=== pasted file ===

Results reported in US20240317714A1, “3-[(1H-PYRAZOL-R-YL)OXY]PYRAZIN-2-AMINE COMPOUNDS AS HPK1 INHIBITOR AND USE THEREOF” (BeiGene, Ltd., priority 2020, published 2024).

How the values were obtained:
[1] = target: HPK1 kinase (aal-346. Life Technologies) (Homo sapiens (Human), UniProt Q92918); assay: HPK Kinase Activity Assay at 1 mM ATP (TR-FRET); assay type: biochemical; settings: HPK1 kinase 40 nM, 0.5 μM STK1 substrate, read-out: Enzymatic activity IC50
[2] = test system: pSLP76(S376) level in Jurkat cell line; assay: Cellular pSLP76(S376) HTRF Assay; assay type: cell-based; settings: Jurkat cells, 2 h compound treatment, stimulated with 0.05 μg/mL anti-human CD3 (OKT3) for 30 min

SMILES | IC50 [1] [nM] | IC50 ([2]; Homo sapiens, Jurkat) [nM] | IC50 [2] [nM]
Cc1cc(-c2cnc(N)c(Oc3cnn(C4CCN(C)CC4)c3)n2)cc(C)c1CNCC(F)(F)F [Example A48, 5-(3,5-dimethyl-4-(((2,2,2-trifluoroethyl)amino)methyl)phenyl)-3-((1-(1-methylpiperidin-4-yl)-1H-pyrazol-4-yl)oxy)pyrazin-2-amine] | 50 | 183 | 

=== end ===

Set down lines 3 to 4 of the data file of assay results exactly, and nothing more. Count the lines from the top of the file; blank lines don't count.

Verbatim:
[1] = target: HPK1 kinase (aal-346. Life Technologies) (Homo sapiens (Human), UniProt Q92918); assay: HPK Kinase Activity Assay at 1 mM ATP (TR-FRET); assay type: biochemical; settings: HPK1 kinase 40 nM, 0.5 μM STK1 substrate, read-out: Enzymatic activity IC50
[2] = test system: pSLP76(S376) level in Jurkat cell line; assay: Cellular pSLP76(S376) HTRF Assay; assay type: cell-based; settings: Jurkat cells, 2 h compound treatment, stimulated with 0.05 μg/mL anti-human CD3 (OKT3) for 30 min